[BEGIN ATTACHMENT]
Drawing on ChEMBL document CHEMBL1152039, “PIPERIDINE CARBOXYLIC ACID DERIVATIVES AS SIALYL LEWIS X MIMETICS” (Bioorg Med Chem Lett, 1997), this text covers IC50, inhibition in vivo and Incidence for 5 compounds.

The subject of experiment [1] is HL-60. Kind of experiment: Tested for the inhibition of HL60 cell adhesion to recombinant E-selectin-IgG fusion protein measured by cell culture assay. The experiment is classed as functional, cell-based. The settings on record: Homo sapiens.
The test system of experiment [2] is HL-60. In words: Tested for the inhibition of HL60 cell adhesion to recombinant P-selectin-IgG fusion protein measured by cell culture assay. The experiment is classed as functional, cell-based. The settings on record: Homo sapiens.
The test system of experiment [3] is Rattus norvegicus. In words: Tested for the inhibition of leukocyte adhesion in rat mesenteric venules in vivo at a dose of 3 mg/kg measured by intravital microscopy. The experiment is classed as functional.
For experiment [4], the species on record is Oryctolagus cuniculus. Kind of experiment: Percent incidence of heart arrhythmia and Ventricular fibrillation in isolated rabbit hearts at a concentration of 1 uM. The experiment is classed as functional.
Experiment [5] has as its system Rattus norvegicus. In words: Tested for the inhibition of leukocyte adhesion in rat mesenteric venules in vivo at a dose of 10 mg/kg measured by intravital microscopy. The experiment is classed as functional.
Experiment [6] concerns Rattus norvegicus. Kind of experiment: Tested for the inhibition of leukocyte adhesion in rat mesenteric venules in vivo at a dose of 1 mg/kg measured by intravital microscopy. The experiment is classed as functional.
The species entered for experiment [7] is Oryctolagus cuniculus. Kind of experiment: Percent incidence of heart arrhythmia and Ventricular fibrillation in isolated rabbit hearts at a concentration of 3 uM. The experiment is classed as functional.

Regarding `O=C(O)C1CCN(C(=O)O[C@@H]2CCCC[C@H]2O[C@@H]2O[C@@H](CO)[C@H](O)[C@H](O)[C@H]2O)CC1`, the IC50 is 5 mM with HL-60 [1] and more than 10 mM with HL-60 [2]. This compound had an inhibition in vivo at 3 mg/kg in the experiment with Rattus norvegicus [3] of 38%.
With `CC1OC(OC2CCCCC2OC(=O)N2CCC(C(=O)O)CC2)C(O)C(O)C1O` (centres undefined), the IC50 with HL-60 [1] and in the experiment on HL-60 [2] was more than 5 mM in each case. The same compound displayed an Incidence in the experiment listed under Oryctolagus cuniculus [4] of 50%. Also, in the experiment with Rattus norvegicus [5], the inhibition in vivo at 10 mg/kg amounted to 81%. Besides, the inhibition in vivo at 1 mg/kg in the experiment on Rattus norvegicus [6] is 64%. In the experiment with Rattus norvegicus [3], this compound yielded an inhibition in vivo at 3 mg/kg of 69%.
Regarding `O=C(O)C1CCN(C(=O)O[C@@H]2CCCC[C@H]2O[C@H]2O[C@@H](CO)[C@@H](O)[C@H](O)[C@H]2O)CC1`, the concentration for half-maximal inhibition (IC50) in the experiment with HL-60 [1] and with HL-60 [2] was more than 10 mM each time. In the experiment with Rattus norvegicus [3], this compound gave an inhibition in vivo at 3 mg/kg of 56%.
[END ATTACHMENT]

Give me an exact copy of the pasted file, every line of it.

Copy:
Drawing on ChEMBL document CHEMBL1152039, “PIPERIDINE CARBOXYLIC ACID DERIVATIVES AS SIALYL LEWIS X MIMETICS” (Bioorg Med Chem Lett, 1997), this text covers IC50, inhibition in vivo and Incidence for 5 compounds.

The subject of experiment [1] is HL-60. Kind of experiment: Tested for the inhibition of HL60 cell adhesion to recombinant E-selectin-IgG fusion protein measured by cell culture assay. The experiment is classed as functional, cell-based. The settings on record: Homo sapiens.
The test system of experiment [2] is HL-60. In words: Tested for the inhibition of HL60 cell adhesion to recombinant P-selectin-IgG fusion protein measured by cell culture assay. The experiment is classed as functional, cell-based. The settings on record: Homo sapiens.
The test system of experiment [3] is Rattus norvegicus. In words: Tested for the inhibition of leukocyte adhesion in rat mesenteric venules in vivo at a dose of 3 mg/kg measured by intravital microscopy. The experiment is classed as functional.
For experiment [4], the species on record is Oryctolagus cuniculus. Kind of experiment: Percent incidence of heart arrhythmia and Ventricular fibrillation in isolated rabbit hearts at a concentration of 1 uM. The experiment is classed as functional.
Experiment [5] has as its system Rattus norvegicus. In words: Tested for the inhibition of leukocyte adhesion in rat mesenteric venules in vivo at a dose of 10 mg/kg measured by intravital microscopy. The experiment is classed as functional.
Experiment [6] concerns Rattus norvegicus. Kind of experiment: Tested for the inhibition of leukocyte adhesion in rat mesenteric venules in vivo at a dose of 1 mg/kg measured by intravital microscopy. The experiment is classed as functional.
The species entered for experiment [7] is Oryctolagus cuniculus. Kind of experiment: Percent incidence of heart arrhythmia and Ventricular fibrillation in isolated rabbit hearts at a concentration of 3 uM. The experiment is classed as functional.

Regarding `O=C(O)C1CCN(C(=O)O[C@@H]2CCCC[C@H]2O[C@@H]2O[C@@H](CO)[C@H](O)[C@H](O)[C@H]2O)CC1`, the IC50 is 5 mM with HL-60 [1] and more than 10 mM with HL-60 [2]. This compound had an inhibition in vivo at 3 mg/kg in the experiment with Rattus norvegicus [3] of 38%.
With `CC1OC(OC2CCCCC2OC(=O)N2CCC(C(=O)O)CC2)C(O)C(O)C1O` (centres undefined), the IC50 with HL-60 [1] and in the experiment on HL-60 [2] was more than 5 mM in each case. The same compound displayed an Incidence in the experiment listed under Oryctolagus cuniculus [4] of 50%. Also, in the experiment with Rattus norvegicus [5], the inhibition in vivo at 10 mg/kg amounted to 81%. Besides, the inhibition in vivo at 1 mg/kg in the experiment on Rattus norvegicus [6] is 64%. In the experiment with Rattus norvegicus [3], this compound yielded an inhibition in vivo at 3 mg/kg of 69%.
Regarding `O=C(O)C1CCN(C(=O)O[C@@H]2CCCC[C@H]2O[C@H]2O[C@@H](CO)[C@@H](O)[C@H](O)[C@H]2O)CC1`, the concentration for half-maximal inhibition (IC50) in the experiment with HL-60 [1] and with HL-60 [2] was more than 10 mM each time. In the experiment with Rattus norvegicus [3], this compound gave an inhibition in vivo at 3 mg/kg of 56%.